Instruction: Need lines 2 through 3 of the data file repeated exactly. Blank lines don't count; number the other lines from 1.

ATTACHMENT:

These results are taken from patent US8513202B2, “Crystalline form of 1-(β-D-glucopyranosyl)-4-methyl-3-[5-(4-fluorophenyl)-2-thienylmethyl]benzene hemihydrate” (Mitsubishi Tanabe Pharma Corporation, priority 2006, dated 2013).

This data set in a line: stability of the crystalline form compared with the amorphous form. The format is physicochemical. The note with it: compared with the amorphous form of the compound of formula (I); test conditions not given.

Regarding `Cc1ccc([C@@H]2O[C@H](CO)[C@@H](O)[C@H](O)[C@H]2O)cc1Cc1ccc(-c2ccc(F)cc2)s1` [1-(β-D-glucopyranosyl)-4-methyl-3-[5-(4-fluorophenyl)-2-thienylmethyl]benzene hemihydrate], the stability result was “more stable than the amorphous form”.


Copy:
This data set in a line: stability of the crystalline form compared with the amorphous form. The format is physicochemical. The note with it: compared with the amorphous form of the compound of formula (I); test conditions not given.

Regarding `Cc1ccc([C@@H]2O[C@H](CO)[C@@H](O)[C@H](O)[C@H]2O)cc1Cc1ccc(-c2ccc(F)cc2)s1` [1-(β-D-glucopyranosyl)-4-methyl-3-[5-(4-fluorophenyl)-2-thienylmethyl]benzene hemihydrate], the stability result was “more stable than the amorphous form”.